Sunday afternoon was a sad time for us. Our Chaplain died of smallpox Saturday night in a small bamboo hut on the river bank in front of our barracks. His coffin was rudely constructed of planks, taken from one of the partially burnt buildings, and even the charcoal had not been planed off. Around his coffin was wrapped a piece of white domestic. His hearse was an old two-wheeled cart with a water buffalo hitched to it. His grave is in a forlorn place. Only about twenty of the boys were present, on account of the nature of the disease. Every one said it was the saddest funeral he ever witnessed.
Erle C Taylor, Mar 2 1899
MANILA. (Received March 2, 1899, 10.07 a. m.)
Casualties near Caloocan, First South Dakota, February 27: Company B, Private Herman Bellman, knee, severe; L, Sergt. Robert B. Ross, scalp, slight. Twentieth Kansas, February 28: G, Capt. David S. Elliott, killed. First Montana, February 28: A, Privates Alvin F. Plottner, shoulder, slight; K, Howard L. Tanner, thigh, moderate; M, William J. Cheastey, hand, slight. Near San Pedro Macati, First California, February 28: F, Privates Arthur M. Smith, neck, severe; K, Harold E. Parks, arm, slight. First Washington, March 1: C, Corpl. Alfred B. Reichelt, shoulder, moderate; Private Herbert L. Osborne, chest, severe. Chaplain Lewis L. Leland, First Tennessee, died at Iloilo, February 26, smallpox. Answering inquiries, Capt. Thomas R. Hamer, slight flesh wound, convalescent, able sit up; for Meikle-john. Private Hiram C. Conger, H, Tenth Pennsylvania, shot through right lobe of liver, improving rapidly; for Meiklejohn. Private George Church, A, Thirteenth Minnesota, doing full duty with company.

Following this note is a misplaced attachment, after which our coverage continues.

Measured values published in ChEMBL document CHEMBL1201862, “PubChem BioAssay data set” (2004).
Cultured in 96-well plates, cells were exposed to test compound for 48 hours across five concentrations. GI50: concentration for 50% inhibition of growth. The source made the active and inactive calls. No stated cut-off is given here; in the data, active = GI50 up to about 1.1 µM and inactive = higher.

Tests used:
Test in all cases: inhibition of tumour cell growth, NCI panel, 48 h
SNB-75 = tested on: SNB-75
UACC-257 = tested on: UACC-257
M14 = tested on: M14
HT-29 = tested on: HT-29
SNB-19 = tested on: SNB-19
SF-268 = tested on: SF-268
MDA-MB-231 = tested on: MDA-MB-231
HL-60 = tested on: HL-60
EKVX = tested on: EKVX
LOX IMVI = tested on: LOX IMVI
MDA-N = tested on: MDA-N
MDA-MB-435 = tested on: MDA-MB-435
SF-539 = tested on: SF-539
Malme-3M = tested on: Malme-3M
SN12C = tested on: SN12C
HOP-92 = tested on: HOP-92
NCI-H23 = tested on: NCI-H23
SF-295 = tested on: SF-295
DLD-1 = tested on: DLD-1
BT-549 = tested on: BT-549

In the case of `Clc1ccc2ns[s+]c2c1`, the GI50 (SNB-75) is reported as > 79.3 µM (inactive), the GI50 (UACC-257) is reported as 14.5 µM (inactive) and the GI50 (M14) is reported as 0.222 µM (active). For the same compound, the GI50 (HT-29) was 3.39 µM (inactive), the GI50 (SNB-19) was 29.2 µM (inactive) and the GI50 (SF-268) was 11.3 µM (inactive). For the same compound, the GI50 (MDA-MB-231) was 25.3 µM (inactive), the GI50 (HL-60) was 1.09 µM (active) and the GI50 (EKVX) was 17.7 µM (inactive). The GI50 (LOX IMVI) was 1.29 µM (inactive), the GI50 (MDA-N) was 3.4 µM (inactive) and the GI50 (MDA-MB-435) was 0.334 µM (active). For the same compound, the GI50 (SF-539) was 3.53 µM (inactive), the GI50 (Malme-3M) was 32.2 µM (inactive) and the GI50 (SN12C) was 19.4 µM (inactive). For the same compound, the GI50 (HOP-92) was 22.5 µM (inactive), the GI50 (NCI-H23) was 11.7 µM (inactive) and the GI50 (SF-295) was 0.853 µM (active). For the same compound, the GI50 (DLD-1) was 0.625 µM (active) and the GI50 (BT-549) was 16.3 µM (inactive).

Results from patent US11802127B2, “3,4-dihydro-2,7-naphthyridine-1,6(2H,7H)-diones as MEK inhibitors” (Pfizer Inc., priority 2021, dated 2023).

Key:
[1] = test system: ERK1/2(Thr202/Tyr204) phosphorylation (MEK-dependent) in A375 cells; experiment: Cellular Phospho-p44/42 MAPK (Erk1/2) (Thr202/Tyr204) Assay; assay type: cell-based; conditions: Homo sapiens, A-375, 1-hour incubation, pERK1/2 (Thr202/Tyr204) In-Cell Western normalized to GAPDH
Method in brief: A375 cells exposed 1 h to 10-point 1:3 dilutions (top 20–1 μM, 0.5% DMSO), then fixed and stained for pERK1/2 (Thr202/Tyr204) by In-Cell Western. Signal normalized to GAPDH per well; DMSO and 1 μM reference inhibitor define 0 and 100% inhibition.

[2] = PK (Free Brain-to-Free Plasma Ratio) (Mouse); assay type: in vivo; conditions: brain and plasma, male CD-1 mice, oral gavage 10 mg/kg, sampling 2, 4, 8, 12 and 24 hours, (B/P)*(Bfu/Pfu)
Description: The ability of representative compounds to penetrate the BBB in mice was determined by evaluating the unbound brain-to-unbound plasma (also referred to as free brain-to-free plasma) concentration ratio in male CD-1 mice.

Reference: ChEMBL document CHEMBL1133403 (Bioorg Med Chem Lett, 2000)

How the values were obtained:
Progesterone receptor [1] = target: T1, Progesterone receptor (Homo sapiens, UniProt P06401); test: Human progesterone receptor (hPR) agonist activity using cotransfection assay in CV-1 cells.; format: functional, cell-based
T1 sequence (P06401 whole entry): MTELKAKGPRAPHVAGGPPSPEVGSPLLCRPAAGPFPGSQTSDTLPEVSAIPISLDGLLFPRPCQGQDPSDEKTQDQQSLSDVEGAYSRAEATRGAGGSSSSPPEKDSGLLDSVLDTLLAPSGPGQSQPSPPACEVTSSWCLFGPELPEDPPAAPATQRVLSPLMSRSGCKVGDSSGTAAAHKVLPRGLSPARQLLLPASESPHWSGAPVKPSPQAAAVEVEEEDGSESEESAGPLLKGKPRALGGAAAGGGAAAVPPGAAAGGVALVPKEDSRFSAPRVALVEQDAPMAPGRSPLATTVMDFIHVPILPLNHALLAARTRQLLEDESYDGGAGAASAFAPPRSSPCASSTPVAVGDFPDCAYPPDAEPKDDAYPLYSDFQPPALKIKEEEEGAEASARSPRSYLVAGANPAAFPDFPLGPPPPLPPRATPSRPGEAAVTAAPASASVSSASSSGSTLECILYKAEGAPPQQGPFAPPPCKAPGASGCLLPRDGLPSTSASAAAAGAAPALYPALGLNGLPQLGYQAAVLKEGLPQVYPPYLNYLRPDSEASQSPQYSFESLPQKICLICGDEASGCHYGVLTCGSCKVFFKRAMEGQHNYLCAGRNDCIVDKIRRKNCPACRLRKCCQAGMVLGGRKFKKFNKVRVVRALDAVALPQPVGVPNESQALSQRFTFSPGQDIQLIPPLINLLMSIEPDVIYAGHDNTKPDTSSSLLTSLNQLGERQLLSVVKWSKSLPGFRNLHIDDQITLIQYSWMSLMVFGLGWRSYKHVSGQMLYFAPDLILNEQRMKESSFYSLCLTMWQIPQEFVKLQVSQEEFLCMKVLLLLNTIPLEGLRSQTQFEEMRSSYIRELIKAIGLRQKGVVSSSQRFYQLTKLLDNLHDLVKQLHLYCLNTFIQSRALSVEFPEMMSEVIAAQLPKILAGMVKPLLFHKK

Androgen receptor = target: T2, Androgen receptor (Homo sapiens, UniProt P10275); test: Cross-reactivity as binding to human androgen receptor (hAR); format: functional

Otis, Mar 2 1899, 1007am, Casualties
So far as the water supply of the companies in the interior towns is concerned, we shall be fortunate indeed if we escape an epidemic before the rainy season. The sole dependence and source of drinking water in those places is the rivers running near the towns. In the rainy season these are raging torrents. Now they are hardly more than brooklets - not knee deep, and almost lost in immense river bottoms of the Western type.
I had to cross one of these a few and as far as the eye could the stream was thronged with forms of life.
I approached one man who seemed to have an especially large display of garments, and asked him some questions about the Filipino laundry customs.
I found that he had six children at home, all down with small-pox, and he had come down to wash their clothes. This river was the sole source from which the drinking water of 150 men had to be obtained.
The Spectre That Haunts
Is it a wonder that the company officers are constantly haunted by the spectre of various native diseases? Every effort is made to prevent it surely, for the water is boiled and filtered and then stored in carefully cleansed jars. If the men could be made to drink only this, all might be well - but in every command there are always men who cannot be taught anything, and who at every opportunity would rather drink the filthy water directly from the river. It is from this class that the larger part of the men now dying and being invalided home is drank. A great burden of every company officer when the rainy season enables fresh rain water to be substituted for the present supply.
Lawrence, Mar 26 1900